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Tuesday, September 11, 2012

Model View Control (MVC) Pattern Using C# - Real Life Example

Note: this is a copy of my original article which I published on c-sharpcorner

Introduction

There are tons of articles around in the web dealing with the implementation of the Model View Controller (MVC) pattern. Nevertheless, I had a hard time finding one usable as a kind of blueprint for a little software project of mine - a Windows Forms application with database access and data table display using the .NET DataGridView. Finally I found Matthew Cochran's article: Introduction to Model View Control (MVC) Pattern using C#
which helped me a lot in getting an MVC up and running.

Still, I always thought that it would have been useful for me to have something closer to real life - and involving a .NET DataGridView. This is what I want to provide in this blog, even if it shows work in progress.

Technical Framework

System: WinXP SP3

.NET version: 4.0

IDE: Visual Studio C# 2010 Express

DB: SQL Server Express 2008 Express
The UI 
Here is what I wanted: a simple UI which enables the user to edit data stored in a database table. The user should be able to view the current data available in the DB, edit values of existing DB table entries, add lines to the data, delete lines and save the data. In the end I want to have a user interface to maintain a couple of database tables. The individual tables are accessible via a dropdown menu in a main window. Each user request from the main window invokes a form for editing data stored in one DB table:
 
ScrumMngr_1.png
 
The window called by the user command looks like this:
 
Model View Control1
 
The mouse points to what will become the save button.

So far I have implemented only data retreval from the DB, changing data in the UI and saving this data back to the DB. The "delete line" and "add line" features are still missing, but I think the existing functionality is enough to show the principles.
The Model
The model is responsible for any DB interaction and data manipluation. Following Matthew's article I created an interface for the model:
 
public interface IDBTableEditorModel
 #region Methods
 void addLineToTable();
 void addObserverView(IDBTableEditorView inTeamTypesView);
 void deleteLineFromTable();
 void notifyObserverView();
 DataTable readDataFromDB();
 void writeDataToDB(DataTable in_DataTable);
 #endregion

Note: Don't get irritated by the order of the methods - I just like sorting them alphabetically...
As one might guess by the interface name, I want to use this model in the future to handle DB table data independent of the concrete DB table. This is similar to Matthew's IVehicleModeltogether with the implementation in class Automobile.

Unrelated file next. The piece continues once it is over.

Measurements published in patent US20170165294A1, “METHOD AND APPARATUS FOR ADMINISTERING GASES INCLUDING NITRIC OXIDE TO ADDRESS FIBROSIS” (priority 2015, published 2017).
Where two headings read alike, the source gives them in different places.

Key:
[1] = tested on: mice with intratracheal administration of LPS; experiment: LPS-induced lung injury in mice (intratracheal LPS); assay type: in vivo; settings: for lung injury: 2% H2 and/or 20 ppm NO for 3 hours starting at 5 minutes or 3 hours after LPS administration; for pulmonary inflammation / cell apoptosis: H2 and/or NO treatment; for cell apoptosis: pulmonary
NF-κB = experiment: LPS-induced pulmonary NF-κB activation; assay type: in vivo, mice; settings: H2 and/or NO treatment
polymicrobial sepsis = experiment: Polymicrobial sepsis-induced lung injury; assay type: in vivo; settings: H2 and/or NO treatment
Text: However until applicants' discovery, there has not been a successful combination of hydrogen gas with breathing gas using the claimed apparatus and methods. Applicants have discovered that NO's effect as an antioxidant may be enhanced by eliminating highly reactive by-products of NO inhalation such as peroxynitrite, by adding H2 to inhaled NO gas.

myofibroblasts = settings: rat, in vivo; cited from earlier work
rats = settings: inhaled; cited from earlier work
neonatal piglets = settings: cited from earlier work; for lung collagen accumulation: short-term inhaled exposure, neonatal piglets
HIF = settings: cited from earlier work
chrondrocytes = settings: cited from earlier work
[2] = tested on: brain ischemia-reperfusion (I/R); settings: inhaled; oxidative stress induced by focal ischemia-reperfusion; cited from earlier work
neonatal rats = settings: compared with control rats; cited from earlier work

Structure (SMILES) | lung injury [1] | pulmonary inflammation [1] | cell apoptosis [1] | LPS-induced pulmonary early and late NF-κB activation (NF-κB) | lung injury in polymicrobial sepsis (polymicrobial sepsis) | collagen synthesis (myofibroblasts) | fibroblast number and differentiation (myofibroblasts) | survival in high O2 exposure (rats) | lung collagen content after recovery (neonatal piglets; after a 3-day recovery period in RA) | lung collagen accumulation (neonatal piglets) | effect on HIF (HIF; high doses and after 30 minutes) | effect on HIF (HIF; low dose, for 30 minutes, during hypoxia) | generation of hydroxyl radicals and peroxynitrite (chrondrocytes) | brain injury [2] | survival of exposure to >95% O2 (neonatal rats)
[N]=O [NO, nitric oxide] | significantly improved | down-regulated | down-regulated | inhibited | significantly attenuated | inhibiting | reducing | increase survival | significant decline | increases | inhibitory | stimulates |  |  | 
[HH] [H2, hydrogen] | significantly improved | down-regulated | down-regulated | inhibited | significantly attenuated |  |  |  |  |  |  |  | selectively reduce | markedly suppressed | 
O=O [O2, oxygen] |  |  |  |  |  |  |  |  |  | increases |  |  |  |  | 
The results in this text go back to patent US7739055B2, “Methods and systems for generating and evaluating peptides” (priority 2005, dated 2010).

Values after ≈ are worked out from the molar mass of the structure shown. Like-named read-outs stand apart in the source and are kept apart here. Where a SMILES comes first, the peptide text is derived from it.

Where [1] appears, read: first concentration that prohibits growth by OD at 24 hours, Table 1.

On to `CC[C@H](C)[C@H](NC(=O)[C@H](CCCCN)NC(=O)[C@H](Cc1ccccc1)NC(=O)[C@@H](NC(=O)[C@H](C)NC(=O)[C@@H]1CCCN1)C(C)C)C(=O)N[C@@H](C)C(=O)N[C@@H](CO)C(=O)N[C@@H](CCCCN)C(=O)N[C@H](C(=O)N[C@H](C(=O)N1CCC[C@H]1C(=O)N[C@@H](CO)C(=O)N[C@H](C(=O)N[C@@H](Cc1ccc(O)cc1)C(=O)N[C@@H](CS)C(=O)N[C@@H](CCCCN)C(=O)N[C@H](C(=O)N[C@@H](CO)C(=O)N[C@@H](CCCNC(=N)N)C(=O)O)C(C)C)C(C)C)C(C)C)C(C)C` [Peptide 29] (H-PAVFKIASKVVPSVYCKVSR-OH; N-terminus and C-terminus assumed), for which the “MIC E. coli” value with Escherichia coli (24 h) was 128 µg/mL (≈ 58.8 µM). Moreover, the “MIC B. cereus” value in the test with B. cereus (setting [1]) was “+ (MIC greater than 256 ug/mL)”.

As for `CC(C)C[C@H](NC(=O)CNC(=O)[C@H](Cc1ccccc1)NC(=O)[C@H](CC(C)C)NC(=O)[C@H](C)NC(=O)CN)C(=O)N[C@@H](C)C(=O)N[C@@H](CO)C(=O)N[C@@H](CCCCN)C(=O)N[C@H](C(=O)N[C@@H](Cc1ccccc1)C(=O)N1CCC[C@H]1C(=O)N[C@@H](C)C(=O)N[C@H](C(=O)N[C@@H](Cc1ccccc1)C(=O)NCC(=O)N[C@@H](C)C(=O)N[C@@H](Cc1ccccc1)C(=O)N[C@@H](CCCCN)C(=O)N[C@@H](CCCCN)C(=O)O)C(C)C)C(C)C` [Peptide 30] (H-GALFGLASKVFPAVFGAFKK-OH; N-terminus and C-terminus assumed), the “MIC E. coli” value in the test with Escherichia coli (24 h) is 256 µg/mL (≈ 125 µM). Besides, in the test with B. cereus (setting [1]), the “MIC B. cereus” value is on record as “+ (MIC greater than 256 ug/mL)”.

The interface is then implemented in an abstract class which serves as a blueprint for the table dependent implementation and which implements the MVC-relevant logic:
 
public abstract class classDBTableEditorModel : IDBTableEditorModel{
 #region Attributes
 IDBTableEditorView theTeamTypeView;
 string viewType;
 #endregion public classDBTableEditorModel(string inViewType)
        {
 this.viewType = inViewType;
        }
 public void addObserverView(IDBTableEditorView inTeamTypeView)
        {
            theTeamTypeView = inTeamTypeView;
        }
 public void notifyObserverView()
        {
            theTeamTypeView.updateUserInterface(this);
        }
 public void deleteLineFromTable()
        {
        }
 public virtual void writeDataToDB(DataTable inDataTable)
        {
        }
 public virtual DataTable readDataFromDB()
        {
 DataTable lt_DataTable = new DataTable();            //Add code for concrete data retreval here in concrete class return lt_DataTable;
        }
    } 

Note: those methods that require table-specific logic have the attribute "virtual".

In this specific example I'm dealing with a DB table called "TeamTypes" and which has 3 columns (TeamTypeID (char(3)), TeamTypeDesc (varchar(100)), TeamTypeNumber (bigint)). Thus I have to create a specific table-dependent implementation of my virtual base class called "classTeamTypesModel", in this class I have to override the two "virtual" methods:
 
class classTeamTypesModel : classDBTableEditorModel{
 public classTeamTypesModel(string teamTypeName):base(teamTypeName)
        {
        }
 public override DataTable readDataFromDB()
        {
 DataTable lt_TeamTypes = new DataTable();
 //Read data from DB via connector try            {
                lt_TeamTypes = classSqlServerConnector.Instance.TeamTypeReadAll;
            }
 catch { }
 return lt_TeamTypes;
        }
 public override void writeDataToDB(DataTable inDataTable)
        {
 classSqlServerConnector.Instance.TeamTypeUpdateRecords(inDataTable);
        }
} 

Note: the classSqlServerConnector is not part of the MVC, but hosts all the functionality to read/write data from/to the DB and will not be discussed here.

The Controller

Following Matthew's article I created an interface for the controller as well:
 
 public interface IDBTableEditorController
    {
 DataTable onView_Load();
 void onButtonSave_Click(DataTable inDataTable);
 void onButtonDeleteLine_Click();
 void onButtonAddLine_Click();
 void onCellData_Changed();
 void setView(IDBTableEditorView inTeamTypesView);
 void setModel(IDBTableEditorModel inTeamTypesModel);
    } 

The corresponding implementation of this interface looks like this:
 
    public class classDBTableEditorController : IDBTableEditorController    {